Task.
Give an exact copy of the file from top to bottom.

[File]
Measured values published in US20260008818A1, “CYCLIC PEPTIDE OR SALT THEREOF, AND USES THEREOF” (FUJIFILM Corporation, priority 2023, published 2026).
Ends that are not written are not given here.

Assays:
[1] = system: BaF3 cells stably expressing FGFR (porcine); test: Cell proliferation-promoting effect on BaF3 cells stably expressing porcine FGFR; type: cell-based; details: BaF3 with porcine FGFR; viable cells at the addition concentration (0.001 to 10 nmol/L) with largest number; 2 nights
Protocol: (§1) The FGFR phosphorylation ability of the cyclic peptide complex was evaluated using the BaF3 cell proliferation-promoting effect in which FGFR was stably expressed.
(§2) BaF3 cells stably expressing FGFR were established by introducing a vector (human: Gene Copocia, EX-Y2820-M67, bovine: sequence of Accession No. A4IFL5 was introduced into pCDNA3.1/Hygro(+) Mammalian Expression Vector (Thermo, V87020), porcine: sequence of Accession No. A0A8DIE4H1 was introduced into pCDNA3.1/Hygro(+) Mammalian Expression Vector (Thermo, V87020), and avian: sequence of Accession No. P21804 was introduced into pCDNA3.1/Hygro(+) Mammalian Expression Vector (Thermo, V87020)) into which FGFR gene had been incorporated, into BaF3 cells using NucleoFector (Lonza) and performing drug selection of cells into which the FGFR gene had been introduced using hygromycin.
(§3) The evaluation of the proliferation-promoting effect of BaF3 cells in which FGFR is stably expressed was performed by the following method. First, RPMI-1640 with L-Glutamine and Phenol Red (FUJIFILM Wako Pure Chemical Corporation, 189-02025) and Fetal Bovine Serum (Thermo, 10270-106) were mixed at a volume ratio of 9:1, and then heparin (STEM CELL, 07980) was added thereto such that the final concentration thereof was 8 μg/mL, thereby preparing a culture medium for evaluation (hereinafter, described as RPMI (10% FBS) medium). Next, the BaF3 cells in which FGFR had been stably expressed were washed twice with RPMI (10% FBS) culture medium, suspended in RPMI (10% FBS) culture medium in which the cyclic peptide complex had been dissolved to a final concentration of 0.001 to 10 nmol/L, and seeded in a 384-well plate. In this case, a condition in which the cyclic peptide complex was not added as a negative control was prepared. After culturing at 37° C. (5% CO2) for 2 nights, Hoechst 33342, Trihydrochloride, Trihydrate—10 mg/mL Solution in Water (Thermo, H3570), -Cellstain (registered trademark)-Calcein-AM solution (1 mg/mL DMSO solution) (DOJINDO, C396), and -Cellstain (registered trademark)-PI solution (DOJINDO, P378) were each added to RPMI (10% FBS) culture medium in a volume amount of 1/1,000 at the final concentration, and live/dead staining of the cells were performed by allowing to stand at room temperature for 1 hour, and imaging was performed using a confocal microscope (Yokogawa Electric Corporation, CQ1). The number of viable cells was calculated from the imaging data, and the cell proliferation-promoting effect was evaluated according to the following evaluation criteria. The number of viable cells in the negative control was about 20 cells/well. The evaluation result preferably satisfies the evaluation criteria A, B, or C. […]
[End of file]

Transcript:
Measured values published in US20260008818A1, “CYCLIC PEPTIDE OR SALT THEREOF, AND USES THEREOF” (FUJIFILM Corporation, priority 2023, published 2026).
Ends that are not written are not given here.

Assays:
[1] = system: BaF3 cells stably expressing FGFR (porcine); test: Cell proliferation-promoting effect on BaF3 cells stably expressing porcine FGFR; type: cell-based; details: BaF3 with porcine FGFR; viable cells at the addition concentration (0.001 to 10 nmol/L) with largest number; 2 nights
Protocol: (§1) The FGFR phosphorylation ability of the cyclic peptide complex was evaluated using the BaF3 cell proliferation-promoting effect in which FGFR was stably expressed.
(§2) BaF3 cells stably expressing FGFR were established by introducing a vector (human: Gene Copocia, EX-Y2820-M67, bovine: sequence of Accession No. A4IFL5 was introduced into pCDNA3.1/Hygro(+) Mammalian Expression Vector (Thermo, V87020), porcine: sequence of Accession No. A0A8DIE4H1 was introduced into pCDNA3.1/Hygro(+) Mammalian Expression Vector (Thermo, V87020), and avian: sequence of Accession No. P21804 was introduced into pCDNA3.1/Hygro(+) Mammalian Expression Vector (Thermo, V87020)) into which FGFR gene had been incorporated, into BaF3 cells using NucleoFector (Lonza) and performing drug selection of cells into which the FGFR gene had been introduced using hygromycin.
(§3) The evaluation of the proliferation-promoting effect of BaF3 cells in which FGFR is stably expressed was performed by the following method. First, RPMI-1640 with L-Glutamine and Phenol Red (FUJIFILM Wako Pure Chemical Corporation, 189-02025) and Fetal Bovine Serum (Thermo, 10270-106) were mixed at a volume ratio of 9:1, and then heparin (STEM CELL, 07980) was added thereto such that the final concentration thereof was 8 μg/mL, thereby preparing a culture medium for evaluation (hereinafter, described as RPMI (10% FBS) medium). Next, the BaF3 cells in which FGFR had been stably expressed were washed twice with RPMI (10% FBS) culture medium, suspended in RPMI (10% FBS) culture medium in which the cyclic peptide complex had been dissolved to a final concentration of 0.001 to 10 nmol/L, and seeded in a 384-well plate. In this case, a condition in which the cyclic peptide complex was not added as a negative control was prepared. After culturing at 37° C. (5% CO2) for 2 nights, Hoechst 33342, Trihydrochloride, Trihydrate—10 mg/mL Solution in Water (Thermo, H3570), -Cellstain (registered trademark)-Calcein-AM solution (1 mg/mL DMSO solution) (DOJINDO, C396), and -Cellstain (registered trademark)-PI solution (DOJINDO, P378) were each added to RPMI (10% FBS) culture medium in a volume amount of 1/1,000 at the final concentration, and live/dead staining of the cells were performed by allowing to stand at room temperature for 1 hour, and imaging was performed using a confocal microscope (Yokogawa Electric Corporation, CQ1). The number of viable cells was calculated from the imaging data, and the cell proliferation-promoting effect was evaluated according to the following evaluation criteria. The number of viable cells in the negative control was about 20 cells/well. The evaluation result preferably satisfies the evaluation criteria A, B, or C. […]